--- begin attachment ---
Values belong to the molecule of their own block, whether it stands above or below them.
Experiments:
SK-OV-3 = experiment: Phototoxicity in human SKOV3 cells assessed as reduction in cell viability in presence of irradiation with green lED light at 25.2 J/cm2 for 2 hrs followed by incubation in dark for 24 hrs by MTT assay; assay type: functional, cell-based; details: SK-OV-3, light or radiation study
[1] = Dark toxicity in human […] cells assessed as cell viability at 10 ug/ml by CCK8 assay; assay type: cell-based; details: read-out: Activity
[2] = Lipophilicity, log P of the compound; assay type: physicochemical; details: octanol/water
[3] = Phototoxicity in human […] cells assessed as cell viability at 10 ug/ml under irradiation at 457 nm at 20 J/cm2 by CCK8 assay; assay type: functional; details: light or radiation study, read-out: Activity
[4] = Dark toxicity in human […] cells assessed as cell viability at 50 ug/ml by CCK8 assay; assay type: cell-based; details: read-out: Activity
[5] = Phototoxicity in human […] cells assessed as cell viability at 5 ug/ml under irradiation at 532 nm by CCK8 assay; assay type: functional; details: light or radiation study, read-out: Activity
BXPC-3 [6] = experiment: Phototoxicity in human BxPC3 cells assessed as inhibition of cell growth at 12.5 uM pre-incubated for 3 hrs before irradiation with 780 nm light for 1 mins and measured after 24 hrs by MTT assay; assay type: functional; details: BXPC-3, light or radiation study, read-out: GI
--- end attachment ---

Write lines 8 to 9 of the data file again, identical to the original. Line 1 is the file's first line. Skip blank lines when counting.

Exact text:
[5] = Phototoxicity in human […] cells assessed as cell viability at 5 ug/ml under irradiation at 532 nm by CCK8 assay; assay type: functional; details: light or radiation study, read-out: Activity
BXPC-3 [6] = experiment: Phototoxicity in human BxPC3 cells assessed as inhibition of cell growth at 12.5 uM pre-incubated for 3 hrs before irradiation with 780 nm light for 1 mins and measured after 24 hrs by MTT assay; assay type: functional; details: BXPC-3, light or radiation study, read-out: GI